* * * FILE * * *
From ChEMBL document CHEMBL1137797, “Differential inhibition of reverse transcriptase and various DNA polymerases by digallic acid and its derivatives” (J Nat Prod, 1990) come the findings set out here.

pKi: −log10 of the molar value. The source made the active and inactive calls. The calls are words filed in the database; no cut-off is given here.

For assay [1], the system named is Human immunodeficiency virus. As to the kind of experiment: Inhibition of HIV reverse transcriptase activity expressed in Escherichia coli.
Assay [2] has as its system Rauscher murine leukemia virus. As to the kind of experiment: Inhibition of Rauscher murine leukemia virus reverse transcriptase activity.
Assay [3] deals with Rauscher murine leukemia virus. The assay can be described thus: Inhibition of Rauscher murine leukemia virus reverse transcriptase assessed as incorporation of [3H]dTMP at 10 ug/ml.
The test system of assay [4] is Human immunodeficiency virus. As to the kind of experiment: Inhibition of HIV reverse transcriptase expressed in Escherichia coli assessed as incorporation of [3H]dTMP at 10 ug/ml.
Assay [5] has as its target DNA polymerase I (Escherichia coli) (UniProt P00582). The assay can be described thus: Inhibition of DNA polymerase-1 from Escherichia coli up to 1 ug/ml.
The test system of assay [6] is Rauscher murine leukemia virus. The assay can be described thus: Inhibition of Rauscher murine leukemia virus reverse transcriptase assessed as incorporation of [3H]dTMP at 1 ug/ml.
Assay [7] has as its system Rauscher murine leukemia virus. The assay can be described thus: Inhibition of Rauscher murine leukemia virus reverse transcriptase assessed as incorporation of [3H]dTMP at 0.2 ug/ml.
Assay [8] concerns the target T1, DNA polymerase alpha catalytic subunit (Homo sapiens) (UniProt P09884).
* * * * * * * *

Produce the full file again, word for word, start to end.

From ChEMBL document CHEMBL1137797, “Differential inhibition of reverse transcriptase and various DNA polymerases by digallic acid and its derivatives” (J Nat Prod, 1990) come the findings set out here.

pKi: −log10 of the molar value. The source made the active and inactive calls. The calls are words filed in the database; no cut-off is given here.

For assay [1], the system named is Human immunodeficiency virus. As to the kind of experiment: Inhibition of HIV reverse transcriptase activity expressed in Escherichia coli.
Assay [2] has as its system Rauscher murine leukemia virus. As to the kind of experiment: Inhibition of Rauscher murine leukemia virus reverse transcriptase activity.
Assay [3] deals with Rauscher murine leukemia virus. The assay can be described thus: Inhibition of Rauscher murine leukemia virus reverse transcriptase assessed as incorporation of [3H]dTMP at 10 ug/ml.
The test system of assay [4] is Human immunodeficiency virus. As to the kind of experiment: Inhibition of HIV reverse transcriptase expressed in Escherichia coli assessed as incorporation of [3H]dTMP at 10 ug/ml.
Assay [5] has as its target DNA polymerase I (Escherichia coli) (UniProt P00582). The assay can be described thus: Inhibition of DNA polymerase-1 from Escherichia coli up to 1 ug/ml.
The test system of assay [6] is Rauscher murine leukemia virus. The assay can be described thus: Inhibition of Rauscher murine leukemia virus reverse transcriptase assessed as incorporation of [3H]dTMP at 1 ug/ml.
Assay [7] has as its system Rauscher murine leukemia virus. The assay can be described thus: Inhibition of Rauscher murine leukemia virus reverse transcriptase assessed as incorporation of [3H]dTMP at 0.2 ug/ml.
Assay [8] concerns the target T1, DNA polymerase alpha catalytic subunit (Homo sapiens) (UniProt P09884).